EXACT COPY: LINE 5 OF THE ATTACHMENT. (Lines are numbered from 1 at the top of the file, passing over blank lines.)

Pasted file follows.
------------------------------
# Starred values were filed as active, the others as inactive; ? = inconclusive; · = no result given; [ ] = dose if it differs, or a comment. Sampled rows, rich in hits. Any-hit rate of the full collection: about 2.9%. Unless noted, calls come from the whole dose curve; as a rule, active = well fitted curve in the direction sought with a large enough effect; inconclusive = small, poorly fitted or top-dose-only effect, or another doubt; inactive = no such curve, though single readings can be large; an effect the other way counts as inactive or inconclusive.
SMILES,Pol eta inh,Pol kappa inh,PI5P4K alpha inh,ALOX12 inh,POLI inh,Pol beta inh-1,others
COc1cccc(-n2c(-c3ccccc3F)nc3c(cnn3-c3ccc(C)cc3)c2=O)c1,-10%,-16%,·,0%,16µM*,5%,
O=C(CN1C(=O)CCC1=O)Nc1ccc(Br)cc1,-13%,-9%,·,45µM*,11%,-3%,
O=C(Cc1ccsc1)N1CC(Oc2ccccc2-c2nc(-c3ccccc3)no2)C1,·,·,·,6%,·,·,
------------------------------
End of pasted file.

O=C(Cc1ccsc1)N1CC(Oc2ccccc2-c2nc(-c3ccccc3)no2)C1,·,·,·,6%,·,·,